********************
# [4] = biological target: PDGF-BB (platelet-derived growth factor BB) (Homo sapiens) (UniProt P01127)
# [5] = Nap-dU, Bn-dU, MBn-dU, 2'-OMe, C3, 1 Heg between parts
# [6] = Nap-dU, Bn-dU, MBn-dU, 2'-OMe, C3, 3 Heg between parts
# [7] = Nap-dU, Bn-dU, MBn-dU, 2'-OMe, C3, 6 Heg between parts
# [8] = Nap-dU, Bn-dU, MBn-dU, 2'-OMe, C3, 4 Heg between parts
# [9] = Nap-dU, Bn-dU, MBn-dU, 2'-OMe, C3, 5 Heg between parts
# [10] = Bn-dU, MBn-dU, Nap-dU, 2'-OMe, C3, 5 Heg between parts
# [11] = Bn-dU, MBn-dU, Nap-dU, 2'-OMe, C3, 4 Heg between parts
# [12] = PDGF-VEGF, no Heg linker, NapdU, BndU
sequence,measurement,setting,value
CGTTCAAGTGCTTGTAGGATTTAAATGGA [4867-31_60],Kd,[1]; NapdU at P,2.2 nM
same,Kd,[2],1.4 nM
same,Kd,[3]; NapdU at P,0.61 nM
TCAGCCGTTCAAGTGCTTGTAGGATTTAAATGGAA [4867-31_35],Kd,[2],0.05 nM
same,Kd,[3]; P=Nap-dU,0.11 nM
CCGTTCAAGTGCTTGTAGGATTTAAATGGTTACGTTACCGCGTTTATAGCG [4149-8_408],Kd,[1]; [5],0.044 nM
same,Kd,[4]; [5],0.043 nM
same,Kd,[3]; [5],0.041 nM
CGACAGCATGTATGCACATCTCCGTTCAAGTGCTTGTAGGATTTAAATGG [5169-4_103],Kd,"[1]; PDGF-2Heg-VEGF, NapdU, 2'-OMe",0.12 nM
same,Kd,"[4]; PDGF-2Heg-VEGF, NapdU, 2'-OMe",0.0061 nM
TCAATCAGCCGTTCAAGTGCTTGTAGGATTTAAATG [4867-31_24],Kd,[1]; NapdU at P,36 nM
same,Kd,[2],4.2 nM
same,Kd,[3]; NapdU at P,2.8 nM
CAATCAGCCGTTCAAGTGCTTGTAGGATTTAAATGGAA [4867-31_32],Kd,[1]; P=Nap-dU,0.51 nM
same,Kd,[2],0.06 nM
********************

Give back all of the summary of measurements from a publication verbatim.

# [4] = biological target: PDGF-BB (platelet-derived growth factor BB) (Homo sapiens) (UniProt P01127)
# [5] = Nap-dU, Bn-dU, MBn-dU, 2'-OMe, C3, 1 Heg between parts
# [6] = Nap-dU, Bn-dU, MBn-dU, 2'-OMe, C3, 3 Heg between parts
# [7] = Nap-dU, Bn-dU, MBn-dU, 2'-OMe, C3, 6 Heg between parts
# [8] = Nap-dU, Bn-dU, MBn-dU, 2'-OMe, C3, 4 Heg between parts
# [9] = Nap-dU, Bn-dU, MBn-dU, 2'-OMe, C3, 5 Heg between parts
# [10] = Bn-dU, MBn-dU, Nap-dU, 2'-OMe, C3, 5 Heg between parts
# [11] = Bn-dU, MBn-dU, Nap-dU, 2'-OMe, C3, 4 Heg between parts
# [12] = PDGF-VEGF, no Heg linker, NapdU, BndU
sequence,measurement,setting,value
CGTTCAAGTGCTTGTAGGATTTAAATGGA [4867-31_60],Kd,[1]; NapdU at P,2.2 nM
same,Kd,[2],1.4 nM
same,Kd,[3]; NapdU at P,0.61 nM
TCAGCCGTTCAAGTGCTTGTAGGATTTAAATGGAA [4867-31_35],Kd,[2],0.05 nM
same,Kd,[3]; P=Nap-dU,0.11 nM
CCGTTCAAGTGCTTGTAGGATTTAAATGGTTACGTTACCGCGTTTATAGCG [4149-8_408],Kd,[1]; [5],0.044 nM
same,Kd,[4]; [5],0.043 nM
same,Kd,[3]; [5],0.041 nM
CGACAGCATGTATGCACATCTCCGTTCAAGTGCTTGTAGGATTTAAATGG [5169-4_103],Kd,"[1]; PDGF-2Heg-VEGF, NapdU, 2'-OMe",0.12 nM
same,Kd,"[4]; PDGF-2Heg-VEGF, NapdU, 2'-OMe",0.0061 nM
TCAATCAGCCGTTCAAGTGCTTGTAGGATTTAAATG [4867-31_24],Kd,[1]; NapdU at P,36 nM
same,Kd,[2],4.2 nM
same,Kd,[3]; NapdU at P,2.8 nM
CAATCAGCCGTTCAAGTGCTTGTAGGATTTAAATGGAA [4867-31_32],Kd,[1]; P=Nap-dU,0.51 nM
same,Kd,[2],0.06 nM